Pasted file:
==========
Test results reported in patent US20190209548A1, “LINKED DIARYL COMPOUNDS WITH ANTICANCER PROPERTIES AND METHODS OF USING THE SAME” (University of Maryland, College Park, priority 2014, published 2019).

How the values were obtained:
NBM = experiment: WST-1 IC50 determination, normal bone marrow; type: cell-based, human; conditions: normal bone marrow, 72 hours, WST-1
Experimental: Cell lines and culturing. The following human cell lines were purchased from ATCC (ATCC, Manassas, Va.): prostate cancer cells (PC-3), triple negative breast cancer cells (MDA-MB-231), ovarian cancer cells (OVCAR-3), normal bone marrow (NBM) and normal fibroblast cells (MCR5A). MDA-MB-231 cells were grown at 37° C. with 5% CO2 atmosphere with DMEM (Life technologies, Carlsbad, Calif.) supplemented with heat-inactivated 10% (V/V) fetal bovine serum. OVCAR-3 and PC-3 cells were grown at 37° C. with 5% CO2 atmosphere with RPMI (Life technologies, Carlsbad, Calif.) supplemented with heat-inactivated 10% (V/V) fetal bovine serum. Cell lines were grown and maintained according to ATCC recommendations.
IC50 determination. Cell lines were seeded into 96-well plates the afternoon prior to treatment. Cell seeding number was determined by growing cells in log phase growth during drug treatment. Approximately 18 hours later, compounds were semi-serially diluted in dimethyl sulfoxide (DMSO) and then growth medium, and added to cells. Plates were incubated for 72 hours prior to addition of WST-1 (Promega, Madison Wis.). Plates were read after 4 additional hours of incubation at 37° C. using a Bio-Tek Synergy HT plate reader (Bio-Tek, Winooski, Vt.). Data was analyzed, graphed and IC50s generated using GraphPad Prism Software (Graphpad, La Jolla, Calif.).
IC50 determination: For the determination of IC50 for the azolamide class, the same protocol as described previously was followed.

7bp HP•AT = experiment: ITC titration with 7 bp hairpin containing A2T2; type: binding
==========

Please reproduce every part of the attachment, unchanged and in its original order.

Test results reported in patent US20190209548A1, “LINKED DIARYL COMPOUNDS WITH ANTICANCER PROPERTIES AND METHODS OF USING THE SAME” (University of Maryland, College Park, priority 2014, published 2019).

How the values were obtained:
NBM = experiment: WST-1 IC50 determination, normal bone marrow; type: cell-based, human; conditions: normal bone marrow, 72 hours, WST-1
Experimental: Cell lines and culturing. The following human cell lines were purchased from ATCC (ATCC, Manassas, Va.): prostate cancer cells (PC-3), triple negative breast cancer cells (MDA-MB-231), ovarian cancer cells (OVCAR-3), normal bone marrow (NBM) and normal fibroblast cells (MCR5A). MDA-MB-231 cells were grown at 37° C. with 5% CO2 atmosphere with DMEM (Life technologies, Carlsbad, Calif.) supplemented with heat-inactivated 10% (V/V) fetal bovine serum. OVCAR-3 and PC-3 cells were grown at 37° C. with 5% CO2 atmosphere with RPMI (Life technologies, Carlsbad, Calif.) supplemented with heat-inactivated 10% (V/V) fetal bovine serum. Cell lines were grown and maintained according to ATCC recommendations.
IC50 determination. Cell lines were seeded into 96-well plates the afternoon prior to treatment. Cell seeding number was determined by growing cells in log phase growth during drug treatment. Approximately 18 hours later, compounds were semi-serially diluted in dimethyl sulfoxide (DMSO) and then growth medium, and added to cells. Plates were incubated for 72 hours prior to addition of WST-1 (Promega, Madison Wis.). Plates were read after 4 additional hours of incubation at 37° C. using a Bio-Tek Synergy HT plate reader (Bio-Tek, Winooski, Vt.). Data was analyzed, graphed and IC50s generated using GraphPad Prism Software (Graphpad, La Jolla, Calif.).
IC50 determination: For the determination of IC50 for the azolamide class, the same protocol as described previously was followed.

7bp HP•AT = experiment: ITC titration with 7 bp hairpin containing A2T2; type: binding